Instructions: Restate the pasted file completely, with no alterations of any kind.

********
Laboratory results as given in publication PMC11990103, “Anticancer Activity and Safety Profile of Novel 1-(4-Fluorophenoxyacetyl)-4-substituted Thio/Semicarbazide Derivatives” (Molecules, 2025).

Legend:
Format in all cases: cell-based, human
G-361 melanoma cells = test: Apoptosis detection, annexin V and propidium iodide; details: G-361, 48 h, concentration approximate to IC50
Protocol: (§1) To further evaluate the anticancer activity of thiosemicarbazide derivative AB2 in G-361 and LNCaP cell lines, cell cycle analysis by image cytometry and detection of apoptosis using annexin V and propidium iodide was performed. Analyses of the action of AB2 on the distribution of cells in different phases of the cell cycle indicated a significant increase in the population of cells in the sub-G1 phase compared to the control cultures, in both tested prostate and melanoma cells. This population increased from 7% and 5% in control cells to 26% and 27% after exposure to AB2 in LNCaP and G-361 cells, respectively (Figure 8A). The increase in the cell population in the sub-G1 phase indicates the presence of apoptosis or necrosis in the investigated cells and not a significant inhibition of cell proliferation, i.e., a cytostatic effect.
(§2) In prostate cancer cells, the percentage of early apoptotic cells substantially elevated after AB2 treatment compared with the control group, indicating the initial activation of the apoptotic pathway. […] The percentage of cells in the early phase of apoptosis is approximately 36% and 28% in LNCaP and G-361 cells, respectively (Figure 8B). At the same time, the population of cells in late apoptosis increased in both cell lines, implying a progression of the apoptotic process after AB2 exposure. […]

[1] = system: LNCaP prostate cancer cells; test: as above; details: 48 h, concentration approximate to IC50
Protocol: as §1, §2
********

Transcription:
Laboratory results as given in publication PMC11990103, “Anticancer Activity and Safety Profile of Novel 1-(4-Fluorophenoxyacetyl)-4-substituted Thio/Semicarbazide Derivatives” (Molecules, 2025).

Legend:
Format in all cases: cell-based, human
G-361 melanoma cells = test: Apoptosis detection, annexin V and propidium iodide; details: G-361, 48 h, concentration approximate to IC50
Protocol: (§1) To further evaluate the anticancer activity of thiosemicarbazide derivative AB2 in G-361 and LNCaP cell lines, cell cycle analysis by image cytometry and detection of apoptosis using annexin V and propidium iodide was performed. Analyses of the action of AB2 on the distribution of cells in different phases of the cell cycle indicated a significant increase in the population of cells in the sub-G1 phase compared to the control cultures, in both tested prostate and melanoma cells. This population increased from 7% and 5% in control cells to 26% and 27% after exposure to AB2 in LNCaP and G-361 cells, respectively (Figure 8A). The increase in the cell population in the sub-G1 phase indicates the presence of apoptosis or necrosis in the investigated cells and not a significant inhibition of cell proliferation, i.e., a cytostatic effect.
(§2) In prostate cancer cells, the percentage of early apoptotic cells substantially elevated after AB2 treatment compared with the control group, indicating the initial activation of the apoptotic pathway. […] The percentage of cells in the early phase of apoptosis is approximately 36% and 28% in LNCaP and G-361 cells, respectively (Figure 8B). At the same time, the population of cells in late apoptosis increased in both cell lines, implying a progression of the apoptotic process after AB2 exposure. […]

[1] = system: LNCaP prostate cancer cells; test: as above; details: 48 h, concentration approximate to IC50
Protocol: as §1, §2